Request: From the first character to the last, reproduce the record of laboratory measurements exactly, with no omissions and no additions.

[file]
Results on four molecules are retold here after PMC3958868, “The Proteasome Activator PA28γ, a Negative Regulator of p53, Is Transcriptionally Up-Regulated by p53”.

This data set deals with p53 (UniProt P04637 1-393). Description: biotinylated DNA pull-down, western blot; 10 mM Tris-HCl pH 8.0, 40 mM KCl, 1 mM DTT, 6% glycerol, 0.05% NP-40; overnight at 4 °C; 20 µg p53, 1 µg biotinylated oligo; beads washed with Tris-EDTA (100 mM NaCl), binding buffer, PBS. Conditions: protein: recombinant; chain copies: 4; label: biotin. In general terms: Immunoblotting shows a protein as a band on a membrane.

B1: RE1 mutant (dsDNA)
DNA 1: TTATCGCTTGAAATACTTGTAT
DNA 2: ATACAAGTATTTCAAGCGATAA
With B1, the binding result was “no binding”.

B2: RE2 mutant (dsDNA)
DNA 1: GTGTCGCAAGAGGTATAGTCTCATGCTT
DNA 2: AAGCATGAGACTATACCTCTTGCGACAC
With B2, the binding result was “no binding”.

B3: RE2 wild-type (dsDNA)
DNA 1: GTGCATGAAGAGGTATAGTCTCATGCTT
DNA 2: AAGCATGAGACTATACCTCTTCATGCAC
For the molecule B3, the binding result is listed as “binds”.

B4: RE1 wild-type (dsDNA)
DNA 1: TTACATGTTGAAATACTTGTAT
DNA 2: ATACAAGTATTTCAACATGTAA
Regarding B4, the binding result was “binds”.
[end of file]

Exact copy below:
Results on four molecules are retold here after PMC3958868, “The Proteasome Activator PA28γ, a Negative Regulator of p53, Is Transcriptionally Up-Regulated by p53”.

This data set deals with p53 (UniProt P04637 1-393). Description: biotinylated DNA pull-down, western blot; 10 mM Tris-HCl pH 8.0, 40 mM KCl, 1 mM DTT, 6% glycerol, 0.05% NP-40; overnight at 4 °C; 20 µg p53, 1 µg biotinylated oligo; beads washed with Tris-EDTA (100 mM NaCl), binding buffer, PBS. Conditions: protein: recombinant; chain copies: 4; label: biotin. In general terms: Immunoblotting shows a protein as a band on a membrane.

B1: RE1 mutant (dsDNA)
DNA 1: TTATCGCTTGAAATACTTGTAT
DNA 2: ATACAAGTATTTCAAGCGATAA
With B1, the binding result was “no binding”.

B2: RE2 mutant (dsDNA)
DNA 1: GTGTCGCAAGAGGTATAGTCTCATGCTT
DNA 2: AAGCATGAGACTATACCTCTTGCGACAC
With B2, the binding result was “no binding”.

B3: RE2 wild-type (dsDNA)
DNA 1: GTGCATGAAGAGGTATAGTCTCATGCTT
DNA 2: AAGCATGAGACTATACCTCTTCATGCAC
For the molecule B3, the binding result is listed as “binds”.

B4: RE1 wild-type (dsDNA)
DNA 1: TTACATGTTGAAATACTTGTAT
DNA 2: ATACAAGTATTTCAACATGTAA
Regarding B4, the binding result was “binds”.